In the years since the Friendship Nine made their lunch-counter stand, much has changed in Rock Hill.
No longer are there the alternating signs of "Whites only" and "Colored only" that Brother David Boone found when he came to The Oratory 60 years ago.
The signs - at water fountains, on bathroom doors, outside bus-stop waiting rooms and in movie theaters - were the outward vestiges of a community solidly cemented in the doctrine of separate but equal.
For some, separate in no way meant equal when it came to race.
Black-and-white photographs of the time - taken in Little Rock, Birmingham and Selma, Jackson and yes, Rock Hill - reflect that.
They are images, Winthrop University history professor Jason Silverman said, that should be replayed as a constant reminder of the hatred of the times.
"The looks in those faces should never be forgotten," he said.
Elwin Wilson, one of the nameless faces in the crowd of hate, came forward to apologize for his violence at the downtown bus station in 1961. Later, Mayor Doug Echols apologized on behalf of the city.
Melvin Poole, president of the local chapter of the NAACP, wishes more of the nameless faces would come forward a half-century later, shedding their anonymity, accepting responsibility.
Now, signs depict Rock Hill as a city with "no room for racism."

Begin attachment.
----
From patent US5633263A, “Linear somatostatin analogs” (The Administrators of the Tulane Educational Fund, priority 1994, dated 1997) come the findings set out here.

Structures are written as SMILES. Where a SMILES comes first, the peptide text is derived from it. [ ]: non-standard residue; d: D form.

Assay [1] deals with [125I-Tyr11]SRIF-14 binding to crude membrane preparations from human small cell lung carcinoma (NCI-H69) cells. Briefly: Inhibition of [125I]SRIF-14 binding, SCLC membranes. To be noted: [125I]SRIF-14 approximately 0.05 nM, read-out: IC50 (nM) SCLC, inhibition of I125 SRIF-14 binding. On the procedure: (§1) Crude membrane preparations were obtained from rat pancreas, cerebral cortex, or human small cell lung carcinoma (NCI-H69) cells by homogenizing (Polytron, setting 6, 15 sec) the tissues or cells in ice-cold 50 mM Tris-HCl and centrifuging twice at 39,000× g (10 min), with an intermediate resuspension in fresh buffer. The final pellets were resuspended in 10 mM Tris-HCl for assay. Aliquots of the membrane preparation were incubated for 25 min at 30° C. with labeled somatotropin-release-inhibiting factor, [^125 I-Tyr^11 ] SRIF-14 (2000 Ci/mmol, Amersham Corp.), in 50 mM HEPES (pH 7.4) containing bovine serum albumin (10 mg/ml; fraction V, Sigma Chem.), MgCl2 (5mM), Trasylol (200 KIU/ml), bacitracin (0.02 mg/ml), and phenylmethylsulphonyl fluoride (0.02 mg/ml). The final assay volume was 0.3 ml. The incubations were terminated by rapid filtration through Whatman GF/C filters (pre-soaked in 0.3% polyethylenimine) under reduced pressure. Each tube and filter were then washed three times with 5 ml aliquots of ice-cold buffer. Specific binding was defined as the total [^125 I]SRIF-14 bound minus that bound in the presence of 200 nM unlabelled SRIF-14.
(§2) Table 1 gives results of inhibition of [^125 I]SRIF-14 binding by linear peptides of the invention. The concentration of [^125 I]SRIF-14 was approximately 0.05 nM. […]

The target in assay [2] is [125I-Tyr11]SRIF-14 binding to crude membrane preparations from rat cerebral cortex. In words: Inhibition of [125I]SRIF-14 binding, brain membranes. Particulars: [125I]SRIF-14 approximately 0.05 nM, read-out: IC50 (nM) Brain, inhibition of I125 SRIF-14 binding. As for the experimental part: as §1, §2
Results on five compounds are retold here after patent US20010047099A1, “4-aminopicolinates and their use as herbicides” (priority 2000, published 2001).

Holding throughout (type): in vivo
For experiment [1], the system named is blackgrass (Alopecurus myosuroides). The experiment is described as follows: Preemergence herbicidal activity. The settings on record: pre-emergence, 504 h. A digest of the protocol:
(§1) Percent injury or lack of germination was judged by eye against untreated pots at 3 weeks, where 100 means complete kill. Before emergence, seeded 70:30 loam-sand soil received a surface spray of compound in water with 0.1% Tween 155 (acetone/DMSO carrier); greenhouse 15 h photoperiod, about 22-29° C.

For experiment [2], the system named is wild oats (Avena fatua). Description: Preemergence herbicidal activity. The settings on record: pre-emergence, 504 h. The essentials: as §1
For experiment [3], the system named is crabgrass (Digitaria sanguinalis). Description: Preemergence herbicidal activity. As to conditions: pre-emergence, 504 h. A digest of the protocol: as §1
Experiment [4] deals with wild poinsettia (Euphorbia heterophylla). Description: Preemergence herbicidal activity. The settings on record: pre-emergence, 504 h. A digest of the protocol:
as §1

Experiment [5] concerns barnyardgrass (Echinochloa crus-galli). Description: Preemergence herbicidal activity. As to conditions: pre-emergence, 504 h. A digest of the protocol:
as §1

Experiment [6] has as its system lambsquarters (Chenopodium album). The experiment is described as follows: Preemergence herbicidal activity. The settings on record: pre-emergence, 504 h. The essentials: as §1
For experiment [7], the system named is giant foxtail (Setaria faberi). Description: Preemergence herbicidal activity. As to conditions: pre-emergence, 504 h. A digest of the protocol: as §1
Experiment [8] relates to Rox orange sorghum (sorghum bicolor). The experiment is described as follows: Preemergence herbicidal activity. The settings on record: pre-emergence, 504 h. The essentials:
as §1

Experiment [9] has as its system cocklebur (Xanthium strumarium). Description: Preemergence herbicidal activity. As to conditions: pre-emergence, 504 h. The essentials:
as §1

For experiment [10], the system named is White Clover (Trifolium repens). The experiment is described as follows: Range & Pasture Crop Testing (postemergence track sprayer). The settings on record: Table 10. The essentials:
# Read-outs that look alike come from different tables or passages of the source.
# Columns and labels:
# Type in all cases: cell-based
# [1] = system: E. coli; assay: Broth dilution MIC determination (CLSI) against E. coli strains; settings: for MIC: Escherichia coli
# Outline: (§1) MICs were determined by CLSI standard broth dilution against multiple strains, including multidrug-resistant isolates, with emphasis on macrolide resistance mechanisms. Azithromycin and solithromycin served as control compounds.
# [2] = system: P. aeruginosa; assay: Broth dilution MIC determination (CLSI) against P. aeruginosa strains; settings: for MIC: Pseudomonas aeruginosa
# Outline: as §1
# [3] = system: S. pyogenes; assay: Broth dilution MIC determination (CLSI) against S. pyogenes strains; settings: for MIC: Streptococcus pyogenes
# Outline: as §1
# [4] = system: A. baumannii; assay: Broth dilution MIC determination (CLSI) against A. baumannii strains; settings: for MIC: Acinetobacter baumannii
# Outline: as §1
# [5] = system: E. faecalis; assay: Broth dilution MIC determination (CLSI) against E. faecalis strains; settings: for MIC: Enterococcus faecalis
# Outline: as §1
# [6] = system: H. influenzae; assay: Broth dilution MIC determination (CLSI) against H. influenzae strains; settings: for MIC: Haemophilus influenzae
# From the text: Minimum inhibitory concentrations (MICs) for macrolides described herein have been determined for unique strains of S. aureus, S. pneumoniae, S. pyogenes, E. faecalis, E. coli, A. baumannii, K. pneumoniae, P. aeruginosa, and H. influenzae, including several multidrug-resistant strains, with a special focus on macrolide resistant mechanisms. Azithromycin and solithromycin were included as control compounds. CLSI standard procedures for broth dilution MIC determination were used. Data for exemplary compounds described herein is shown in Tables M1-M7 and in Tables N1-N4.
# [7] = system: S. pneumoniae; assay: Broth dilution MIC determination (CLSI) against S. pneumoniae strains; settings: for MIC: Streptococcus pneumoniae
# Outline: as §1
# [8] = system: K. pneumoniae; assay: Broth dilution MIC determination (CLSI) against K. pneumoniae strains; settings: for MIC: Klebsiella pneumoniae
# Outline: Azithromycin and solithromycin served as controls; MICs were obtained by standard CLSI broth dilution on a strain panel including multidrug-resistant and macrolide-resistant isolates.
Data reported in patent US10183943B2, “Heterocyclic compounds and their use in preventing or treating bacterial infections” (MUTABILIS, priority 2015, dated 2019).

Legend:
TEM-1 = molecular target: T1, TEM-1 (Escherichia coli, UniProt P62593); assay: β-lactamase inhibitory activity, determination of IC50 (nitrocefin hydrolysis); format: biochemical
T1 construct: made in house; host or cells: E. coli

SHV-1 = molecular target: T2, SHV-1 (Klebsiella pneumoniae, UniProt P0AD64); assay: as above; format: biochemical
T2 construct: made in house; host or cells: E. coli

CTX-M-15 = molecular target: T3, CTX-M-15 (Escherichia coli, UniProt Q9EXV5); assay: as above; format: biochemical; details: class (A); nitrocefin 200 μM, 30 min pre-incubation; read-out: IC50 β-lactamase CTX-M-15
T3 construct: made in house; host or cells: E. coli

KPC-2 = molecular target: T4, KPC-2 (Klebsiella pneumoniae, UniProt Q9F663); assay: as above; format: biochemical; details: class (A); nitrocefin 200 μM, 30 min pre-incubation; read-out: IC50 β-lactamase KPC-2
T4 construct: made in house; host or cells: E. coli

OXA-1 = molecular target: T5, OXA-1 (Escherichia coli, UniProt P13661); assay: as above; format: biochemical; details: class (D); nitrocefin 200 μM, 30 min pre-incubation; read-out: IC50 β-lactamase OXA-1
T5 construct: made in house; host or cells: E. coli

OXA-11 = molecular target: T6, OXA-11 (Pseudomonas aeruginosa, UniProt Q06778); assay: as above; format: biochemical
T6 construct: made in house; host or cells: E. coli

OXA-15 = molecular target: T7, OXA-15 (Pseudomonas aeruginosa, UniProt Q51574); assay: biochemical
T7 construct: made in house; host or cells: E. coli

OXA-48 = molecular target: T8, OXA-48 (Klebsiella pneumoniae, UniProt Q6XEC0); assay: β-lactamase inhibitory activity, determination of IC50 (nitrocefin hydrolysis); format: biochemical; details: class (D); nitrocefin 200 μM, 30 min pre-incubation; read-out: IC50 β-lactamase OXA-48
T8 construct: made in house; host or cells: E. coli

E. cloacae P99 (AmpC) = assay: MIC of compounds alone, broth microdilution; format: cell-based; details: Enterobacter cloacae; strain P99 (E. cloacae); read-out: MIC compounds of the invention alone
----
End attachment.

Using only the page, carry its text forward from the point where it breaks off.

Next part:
But Boone, who spent a lifetime seeking equality in Rock Hill, and other people know change is not as simple as putting up a sign.
Rock Hill is a community where the challenges are more subtle, more complicated - and they are not always colored by the color of one's skin, Boone and others said. In many cases, the result is the same as it was 50 years ago: restricting or eliminating opportunity.
There is racism by choice.
Sunday remains the most segregated day in Rock Hill and America, as whites and blacks largely worship separately.
Challenges in schools, workplaces and on the streets are great. Race, if not racism, is certainly a consideration in meeting these challenges, they said.
There are cultural obstacles, too.
A lack of role models, particularly in the black community, makes seeing opportunity difficult for children. The only successful blacks children see, said black businessman Antonio Barnes, are on television.
"They see the rappers and the football players, and that's what they want to be," Barnes said.
"Statistically, that's not going to happen."
But most of all, Boone, Barnes, Poole, Silverman and others are concerned that the current generation is too far removed from the sacrifices of the Friendship Nine and other civil rights pioneers. Too far removed, they say, to care - or to act.
As members of a "me generation," they thrive on instant gratification. They don't understand, their elders claim, the concept of standing up and stepping forward to fight the subtle challenges of today so that someone tomorrow might benefit.